Cardiac Arrhythmia Syndromes (CAS)

An arrhythmia (also called dysrhythmia) is an abnormal rhythm of the heart, which can cause the heart to pump less effectively.

Arrhythmias can cause problems with contractions of the heart chambers by:

  • not allowing the ventricles (lower chambers) to fill with an adequate amount of blood, because an electrical signal is causing the heart to pump too fast.
  • not allowing a sufficient amount of blood to be pumped out to the body, because an electrical signal is causing the heart to pump too slowly or too irregularly.

In any of these situations, the heart may not be able to pump an adequate amount of blood to the body with each beat due to the arrhythmia's effects on the heart rate. The effects on the body are often the same, whether the heartbeat is too fast, too slow, or too irregular.

Cardiac Arrhythmia Syndrome is a general term used to describe sudden death due to cardiac arrest brought on by an arrhythmia.

Cardiac Arrhythmia Syndromes include:

  • Sudden Unexpected Death Syndrome (SUDS)
  • Sudden Adolescent Death Syndrome (SADS)
  • Sudden Athletic Death Syndrome (SAD)
  • Sudden Infant Death Syndrome (SIDS)
  • Long Q-T Syndrome

Undetected CAS Risks:

The following are the most common symptoms of arrhythmias. However, each child may experience symptoms differently. Symptoms may resemble other medical conditions or heart problems. Therefore, always consult your child's physician for a diagnosis.

Symptoms may include:

  • weakness
  • fatigue
  • palpitations
  • low blood pressure
  • dizziness
  • fainting

Facts About CAS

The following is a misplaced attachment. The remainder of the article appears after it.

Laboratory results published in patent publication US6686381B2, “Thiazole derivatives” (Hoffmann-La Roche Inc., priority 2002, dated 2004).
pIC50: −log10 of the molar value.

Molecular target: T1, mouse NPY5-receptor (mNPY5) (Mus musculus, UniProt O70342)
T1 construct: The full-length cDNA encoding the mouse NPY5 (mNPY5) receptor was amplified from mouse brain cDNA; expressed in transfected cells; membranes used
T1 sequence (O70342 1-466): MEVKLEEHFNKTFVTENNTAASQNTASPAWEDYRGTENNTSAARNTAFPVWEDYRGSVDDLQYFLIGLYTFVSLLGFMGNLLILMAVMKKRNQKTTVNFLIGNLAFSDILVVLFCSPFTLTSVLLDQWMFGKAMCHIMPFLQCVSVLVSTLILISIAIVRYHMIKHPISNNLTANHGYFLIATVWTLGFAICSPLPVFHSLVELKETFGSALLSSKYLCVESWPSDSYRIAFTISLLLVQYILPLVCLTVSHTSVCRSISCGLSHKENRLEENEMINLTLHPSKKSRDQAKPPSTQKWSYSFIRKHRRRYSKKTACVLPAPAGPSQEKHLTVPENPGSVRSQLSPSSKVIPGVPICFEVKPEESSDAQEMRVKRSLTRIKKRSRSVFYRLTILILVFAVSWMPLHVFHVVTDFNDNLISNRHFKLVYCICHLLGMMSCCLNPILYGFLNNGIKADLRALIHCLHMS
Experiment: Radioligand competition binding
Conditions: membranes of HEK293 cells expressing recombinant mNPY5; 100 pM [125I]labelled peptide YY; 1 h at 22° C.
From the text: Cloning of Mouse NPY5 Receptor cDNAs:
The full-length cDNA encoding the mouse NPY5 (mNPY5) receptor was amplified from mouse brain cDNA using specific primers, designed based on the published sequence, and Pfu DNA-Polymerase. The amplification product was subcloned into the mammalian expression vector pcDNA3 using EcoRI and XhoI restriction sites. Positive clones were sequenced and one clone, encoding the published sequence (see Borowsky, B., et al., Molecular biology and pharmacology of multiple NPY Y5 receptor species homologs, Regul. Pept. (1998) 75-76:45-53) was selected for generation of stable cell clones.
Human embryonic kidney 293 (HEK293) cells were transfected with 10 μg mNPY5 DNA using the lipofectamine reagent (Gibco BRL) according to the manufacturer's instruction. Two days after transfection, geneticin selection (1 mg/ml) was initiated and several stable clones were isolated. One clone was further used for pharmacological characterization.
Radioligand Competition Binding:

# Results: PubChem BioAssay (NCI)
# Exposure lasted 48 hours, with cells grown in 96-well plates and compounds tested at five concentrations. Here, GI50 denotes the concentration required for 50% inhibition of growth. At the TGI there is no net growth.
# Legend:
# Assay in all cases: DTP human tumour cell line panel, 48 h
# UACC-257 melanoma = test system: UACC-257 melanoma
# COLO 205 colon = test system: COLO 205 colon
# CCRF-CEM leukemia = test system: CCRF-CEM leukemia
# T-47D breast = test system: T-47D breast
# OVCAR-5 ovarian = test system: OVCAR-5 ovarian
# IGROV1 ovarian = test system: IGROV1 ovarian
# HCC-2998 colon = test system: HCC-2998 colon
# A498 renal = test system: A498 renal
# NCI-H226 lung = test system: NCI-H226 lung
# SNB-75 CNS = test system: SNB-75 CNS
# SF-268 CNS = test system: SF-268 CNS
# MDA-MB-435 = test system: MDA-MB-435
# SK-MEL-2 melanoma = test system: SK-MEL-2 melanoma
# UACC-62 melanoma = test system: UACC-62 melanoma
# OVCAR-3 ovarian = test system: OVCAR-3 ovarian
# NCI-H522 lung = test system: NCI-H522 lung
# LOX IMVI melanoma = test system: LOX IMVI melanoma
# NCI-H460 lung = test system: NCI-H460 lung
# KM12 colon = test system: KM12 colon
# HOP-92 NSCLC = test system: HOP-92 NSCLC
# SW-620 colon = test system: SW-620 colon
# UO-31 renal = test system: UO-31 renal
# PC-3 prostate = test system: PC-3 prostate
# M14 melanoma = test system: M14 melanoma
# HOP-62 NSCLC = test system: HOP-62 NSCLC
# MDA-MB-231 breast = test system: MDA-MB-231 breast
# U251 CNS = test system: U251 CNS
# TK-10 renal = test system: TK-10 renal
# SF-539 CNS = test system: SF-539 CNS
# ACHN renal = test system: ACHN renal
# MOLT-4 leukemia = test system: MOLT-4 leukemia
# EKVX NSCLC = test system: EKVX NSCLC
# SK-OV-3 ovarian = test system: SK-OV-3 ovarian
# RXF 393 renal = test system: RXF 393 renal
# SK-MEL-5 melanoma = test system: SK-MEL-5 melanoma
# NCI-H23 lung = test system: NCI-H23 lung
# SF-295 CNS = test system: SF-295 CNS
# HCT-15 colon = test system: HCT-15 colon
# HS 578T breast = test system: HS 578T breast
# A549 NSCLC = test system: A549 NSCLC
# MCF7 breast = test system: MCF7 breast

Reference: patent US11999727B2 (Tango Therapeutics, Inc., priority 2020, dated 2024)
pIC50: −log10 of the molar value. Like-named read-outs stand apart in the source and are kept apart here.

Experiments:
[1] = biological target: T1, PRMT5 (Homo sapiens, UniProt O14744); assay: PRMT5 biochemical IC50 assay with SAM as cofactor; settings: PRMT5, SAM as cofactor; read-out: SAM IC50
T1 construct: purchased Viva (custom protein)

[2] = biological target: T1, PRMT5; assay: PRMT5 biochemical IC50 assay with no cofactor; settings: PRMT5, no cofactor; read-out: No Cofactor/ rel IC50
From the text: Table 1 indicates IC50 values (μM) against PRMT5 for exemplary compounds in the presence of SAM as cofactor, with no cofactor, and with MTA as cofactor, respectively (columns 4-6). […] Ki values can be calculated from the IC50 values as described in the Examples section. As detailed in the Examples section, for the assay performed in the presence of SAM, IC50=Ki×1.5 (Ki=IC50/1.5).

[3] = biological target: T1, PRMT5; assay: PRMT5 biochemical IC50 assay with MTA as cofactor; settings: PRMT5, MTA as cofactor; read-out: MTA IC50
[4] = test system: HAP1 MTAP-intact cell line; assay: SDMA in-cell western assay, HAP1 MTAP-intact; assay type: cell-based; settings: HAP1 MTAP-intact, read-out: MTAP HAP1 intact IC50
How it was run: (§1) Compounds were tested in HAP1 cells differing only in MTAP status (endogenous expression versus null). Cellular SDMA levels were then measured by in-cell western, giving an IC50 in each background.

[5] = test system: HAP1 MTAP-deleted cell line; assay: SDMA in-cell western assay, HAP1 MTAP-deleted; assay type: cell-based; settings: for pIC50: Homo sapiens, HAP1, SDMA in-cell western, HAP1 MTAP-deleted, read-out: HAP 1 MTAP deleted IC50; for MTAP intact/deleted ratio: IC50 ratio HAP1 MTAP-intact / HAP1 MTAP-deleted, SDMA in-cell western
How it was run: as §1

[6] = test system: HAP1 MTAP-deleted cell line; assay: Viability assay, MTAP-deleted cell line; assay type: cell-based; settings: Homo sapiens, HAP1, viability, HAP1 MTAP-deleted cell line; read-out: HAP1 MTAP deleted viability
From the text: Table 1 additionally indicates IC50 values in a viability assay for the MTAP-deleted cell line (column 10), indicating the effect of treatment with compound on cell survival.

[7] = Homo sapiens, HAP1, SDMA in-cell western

• 1 out of every 143 children has a cardiac arrhythmia syndrome.
  • 20 children between the ages of 6 & 25 will die today from sudden cardiac arrest caused by a cardiac arrhythmia syndrome. (1)
  • 1 out of every 500 children has hypertrophic cardiomyopathy (HCM) the leading cause of sudden death in all young people. (2)
  • Cardiac arrhythmia syndrome is the leading cause of non-traumatic death in the adolescent athlete and young American population. (2)
  • Hypertrophic cardiomyopathy is the leading cause of sudden unexpected death in those under 35 years of age. (3)
  • Hypertrophic Cardiomyopathy (HCM) is more common in the United States than childhood leukemia, cystic fibrosis, Parkinson’s, Multiple Sclerosis, and ALS combined. (4)
  • Electrical cardiac diseases, such as Long QT syndrome, Short QT syndrome, Brugada syndrome, Lev Lenegre syndrome, Wolf Parkinson White syndrome (WPW), hypertrophic cardiomyopathy (HCM) and arrhythmogenic right ventricular cardiomyopathy (ARVC) can be identified by the resting ECG. (5)
  • Once a cardiac arrhythmia syndrome is detected and 1st and 2nd degree family members are tested, an average of nine additional cases are found.
  • Once diagnosed, these syndromes are treatable, and individuals with these conditions can have normal life spans and lifestyles.

Living with CAS:

An arrhythmia doesn’t have to be a death sentence. Once detected, your child’s physician can offer various treatment options based on the type of arrhythmia, the severity of symptoms being experienced, and the presence of other conditions (i.e., diabetes, kidney failure, heart failure) which can affect the course of the treatment.

Treatments may include:

Lifestyle Modifications

Factors such as stress, caffeine, or alcohol can cause arrhythmias. Your child's physician may order the elimination of caffeine, alcohol (teens and young adults), or any other substance believed to be causing the problem. If stress is suspected as a cause, your child's physician may recommend stress-reduction measures such as an exercise program or family therapy.


There are various types of medications which may be used to treat arrhythmias. If your child's physician chooses to use medication, the decision of which medication to use will be determined by the type of arrhythmia, other conditions which may be present, and other medications already being used by your child.